4 Min Read


Leonard Hastings stood at his farmhouse window eyeing his field of potatoes. Outside it was a brilliant spring day in New Ipswich, New Hampshire. Leonard’s mind went back over the events of the past year, especially what had taken place in the fall of 1844. Even now he felt a deep pang of emotion as he remembered that fateful day, October 22, 1844, and the terrible heartbreak that had followed in its wake.

The second coming of Jesus had been the most treasured hope of the small group of Advent believers. They had listened with rapt attention as William Miller and others had preached on the prophecies of Daniel that pointed to Christ’s soon return. Eagerly they had thumbed through their own Bibles, carefully studying the arguments for themselves, point by painstaking point. They had been sure. As sure as they were that the Bible was the Word of God, they had been sure that Jesus would come in 1844. And they had been filled with the sweetest joy at the thought. To each of them, Jesus was a personal Friend and Saviour and the thought of seeing Him, face to face thrilled their hearts with unutterable excitement.


Leonard had been determined to act out his faith in the soon return of Jesus by choosing to leave his crop of potatoes in the ground. His neighbours had been concerned. It’s one thing to believe this nonsense about the end of the world, they thought, but it is entirely another thing to take such drastic measures that could potentially lead to ruin. They offered to dig up the potatoes for him and store them in his barn. He politely and firmly declined.

They thought he was crazy.

Then when October 22 came and went without even a murmur of the Lord’s return they knew he was crazy and did not hesitate to tell him so.

Hastings was so heartsick over the disappointment that he just let the potatoes lie. He had bigger issues to deal with, issues like figuring out what had happened and why? Wrestling through questions like “Is the Bible true?” “Have we followed a lie?” “Is there no God? No Heaven? No Hope?” It had been a dark time for Hastings and other advent believers, probably the darkest time of their lives. And then there were the hecklers. Every smart-mouthed sceptic on the eastern seaboard seemed to congregate within shouting distance of known Adventist homes to catcall and harangue their neighbours. It was the darkest, most humiliating experience they had endured.

But as fall turned into winter and winter melted into spring, God sent the Advent believers the comfort and hope they so desperately needed and even though their numbers dwindled, the faith of those who remained grew and strengthened.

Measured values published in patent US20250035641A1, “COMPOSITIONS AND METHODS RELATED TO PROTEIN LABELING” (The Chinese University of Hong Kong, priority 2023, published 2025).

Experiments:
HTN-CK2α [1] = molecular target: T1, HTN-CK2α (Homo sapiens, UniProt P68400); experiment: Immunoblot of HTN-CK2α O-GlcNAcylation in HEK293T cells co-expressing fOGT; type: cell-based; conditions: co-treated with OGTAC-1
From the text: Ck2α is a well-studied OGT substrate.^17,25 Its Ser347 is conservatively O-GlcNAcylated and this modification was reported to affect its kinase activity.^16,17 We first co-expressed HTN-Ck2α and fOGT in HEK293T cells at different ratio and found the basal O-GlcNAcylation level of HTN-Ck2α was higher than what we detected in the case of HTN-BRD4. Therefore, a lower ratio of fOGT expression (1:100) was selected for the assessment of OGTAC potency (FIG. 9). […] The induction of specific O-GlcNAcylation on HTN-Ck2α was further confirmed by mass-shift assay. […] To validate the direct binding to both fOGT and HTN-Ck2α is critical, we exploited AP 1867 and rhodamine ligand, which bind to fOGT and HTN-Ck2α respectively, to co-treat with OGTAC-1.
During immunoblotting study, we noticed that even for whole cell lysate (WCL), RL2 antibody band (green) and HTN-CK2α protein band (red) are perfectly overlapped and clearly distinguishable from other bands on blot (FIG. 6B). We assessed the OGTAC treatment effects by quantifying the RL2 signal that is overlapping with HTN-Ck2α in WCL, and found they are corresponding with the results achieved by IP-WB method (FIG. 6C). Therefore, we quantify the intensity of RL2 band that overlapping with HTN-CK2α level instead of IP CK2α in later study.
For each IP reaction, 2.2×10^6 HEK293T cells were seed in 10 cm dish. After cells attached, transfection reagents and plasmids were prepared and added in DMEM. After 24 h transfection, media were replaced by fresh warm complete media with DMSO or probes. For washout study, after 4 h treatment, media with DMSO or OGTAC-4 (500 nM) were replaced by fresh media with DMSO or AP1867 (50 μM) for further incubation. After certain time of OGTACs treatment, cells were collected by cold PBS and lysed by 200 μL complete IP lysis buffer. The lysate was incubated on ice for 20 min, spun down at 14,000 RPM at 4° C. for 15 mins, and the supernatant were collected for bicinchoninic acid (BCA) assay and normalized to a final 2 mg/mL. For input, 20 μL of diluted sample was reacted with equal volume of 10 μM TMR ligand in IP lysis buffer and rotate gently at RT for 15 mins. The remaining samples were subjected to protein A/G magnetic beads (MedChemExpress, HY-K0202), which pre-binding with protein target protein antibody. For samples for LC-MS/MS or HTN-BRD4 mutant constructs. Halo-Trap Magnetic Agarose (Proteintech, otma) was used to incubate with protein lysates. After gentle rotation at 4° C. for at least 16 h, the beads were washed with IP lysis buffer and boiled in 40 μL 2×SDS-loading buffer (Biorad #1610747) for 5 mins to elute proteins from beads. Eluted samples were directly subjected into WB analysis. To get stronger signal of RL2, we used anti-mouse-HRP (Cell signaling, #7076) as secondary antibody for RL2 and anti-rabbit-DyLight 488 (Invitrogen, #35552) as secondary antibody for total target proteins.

At this point, Leonard remembered his potatoes.

And so it was in the spring of 1845 that Leonard Hastings went out to his field to dig his potatoes out of the ground. A terrible potato blight had spread across the eastern coast of the United States in early 1843 and by 1845 had spread as far as Illinois and Nova Scotia. Almost every potato farmer and his crop had been affected except, as it turned out, for Leonard Hastings. When he dug up his crop in the spring of 1845, not only were his potatoes perfect, they also proved to be an amazing cache of seed crop which sold for an extremely good price.


Much like Leonard Hastings, Silas Guilford (William Miller’s brother-in-law) had planted a 22-acre field near Oswego, New York in the spring of 1844. He too had been prostrated by the pain and darkness of the great disappointment and he too allowed his potatoes to stay in the ground through the winter. When he finally decided to dig them out of the ground his wife begged him not to. “We’ve been the laughing stock of the entire town for so long” she pleaded “if people see you digging around in your potato field they’re going to start heckling us again! Besides” she added, “the potatoes will have frozen solid by now and they’ll be completely rotten. Just leave them, Silas!”

But Silas would not be deterred. He took out his hoe and went into his field to dig up his potatoes. As it turned out, the potatoes were in perfect condition and he too was able to sell them for quite a pretty little packet of money which gave him enough funds to pay off his mortgage and settle down with quite a little nest egg to boot.

The stories of men like Leonard Hastings and Silas Guildford serve as reminders of the providential care of God for His people. Even in the darkest and trying times of our lives, when the very core of our faith is shaken, we can be sure that God is watching over us. We can be sure that He knows how to keep the feet of His saints (1 Samuel 2:9) and provide for their every need (Philippians 4:19). When God allows us to go through the darkest hours of our lives may we hold fast to that assurance and find comfort.

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